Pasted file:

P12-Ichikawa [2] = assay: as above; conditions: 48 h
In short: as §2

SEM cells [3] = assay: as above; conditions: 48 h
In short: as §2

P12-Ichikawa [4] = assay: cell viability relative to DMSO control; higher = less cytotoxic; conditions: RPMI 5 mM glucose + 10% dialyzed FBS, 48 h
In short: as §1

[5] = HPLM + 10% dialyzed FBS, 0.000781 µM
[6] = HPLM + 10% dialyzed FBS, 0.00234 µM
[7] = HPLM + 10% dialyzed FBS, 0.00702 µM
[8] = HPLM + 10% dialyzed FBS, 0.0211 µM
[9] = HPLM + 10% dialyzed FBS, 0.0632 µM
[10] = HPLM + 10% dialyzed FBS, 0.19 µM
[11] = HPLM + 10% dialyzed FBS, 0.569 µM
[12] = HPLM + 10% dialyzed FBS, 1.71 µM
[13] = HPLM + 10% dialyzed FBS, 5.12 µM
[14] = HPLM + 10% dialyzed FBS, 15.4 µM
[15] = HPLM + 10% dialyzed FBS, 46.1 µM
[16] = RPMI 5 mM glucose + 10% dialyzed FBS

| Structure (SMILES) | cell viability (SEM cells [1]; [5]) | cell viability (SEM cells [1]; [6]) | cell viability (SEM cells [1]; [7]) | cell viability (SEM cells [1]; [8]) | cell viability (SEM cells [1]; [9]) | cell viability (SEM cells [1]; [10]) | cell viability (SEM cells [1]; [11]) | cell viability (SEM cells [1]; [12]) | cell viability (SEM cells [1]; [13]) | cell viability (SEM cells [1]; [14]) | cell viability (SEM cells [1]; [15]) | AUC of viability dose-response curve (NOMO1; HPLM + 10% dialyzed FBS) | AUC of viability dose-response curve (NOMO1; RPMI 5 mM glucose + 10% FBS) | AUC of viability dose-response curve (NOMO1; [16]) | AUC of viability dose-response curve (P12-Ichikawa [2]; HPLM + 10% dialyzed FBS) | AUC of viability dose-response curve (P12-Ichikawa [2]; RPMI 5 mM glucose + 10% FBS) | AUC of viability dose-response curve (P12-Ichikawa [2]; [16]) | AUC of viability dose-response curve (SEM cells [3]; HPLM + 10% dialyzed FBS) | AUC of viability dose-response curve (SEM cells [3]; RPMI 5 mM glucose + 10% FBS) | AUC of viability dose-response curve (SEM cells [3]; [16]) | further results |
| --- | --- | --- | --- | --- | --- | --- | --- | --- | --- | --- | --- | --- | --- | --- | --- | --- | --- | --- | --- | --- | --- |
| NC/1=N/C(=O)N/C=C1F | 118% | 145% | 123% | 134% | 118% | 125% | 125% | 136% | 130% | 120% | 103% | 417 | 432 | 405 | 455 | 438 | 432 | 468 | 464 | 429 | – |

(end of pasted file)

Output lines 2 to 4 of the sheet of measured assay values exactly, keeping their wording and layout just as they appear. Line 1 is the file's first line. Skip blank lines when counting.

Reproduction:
In short: as §2

SEM cells [3] = assay: as above; conditions: 48 h
In short: as §2